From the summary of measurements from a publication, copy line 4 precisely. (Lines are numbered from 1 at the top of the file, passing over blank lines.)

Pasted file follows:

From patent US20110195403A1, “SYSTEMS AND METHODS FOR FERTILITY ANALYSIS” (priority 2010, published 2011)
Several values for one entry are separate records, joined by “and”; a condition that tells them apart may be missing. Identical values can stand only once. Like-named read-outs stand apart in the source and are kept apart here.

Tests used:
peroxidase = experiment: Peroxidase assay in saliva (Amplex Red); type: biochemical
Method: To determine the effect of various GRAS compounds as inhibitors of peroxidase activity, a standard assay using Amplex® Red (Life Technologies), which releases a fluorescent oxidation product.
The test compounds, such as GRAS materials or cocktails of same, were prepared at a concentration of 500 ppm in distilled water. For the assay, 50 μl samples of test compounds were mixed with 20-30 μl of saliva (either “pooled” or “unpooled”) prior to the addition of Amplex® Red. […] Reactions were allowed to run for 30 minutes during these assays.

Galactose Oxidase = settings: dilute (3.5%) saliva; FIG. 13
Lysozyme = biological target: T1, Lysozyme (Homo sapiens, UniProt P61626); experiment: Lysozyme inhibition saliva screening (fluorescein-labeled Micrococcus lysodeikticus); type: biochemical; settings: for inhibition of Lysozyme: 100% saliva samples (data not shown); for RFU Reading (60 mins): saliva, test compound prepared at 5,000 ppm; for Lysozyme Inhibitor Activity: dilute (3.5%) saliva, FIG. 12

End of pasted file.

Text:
peroxidase = experiment: Peroxidase assay in saliva (Amplex Red); type: biochemical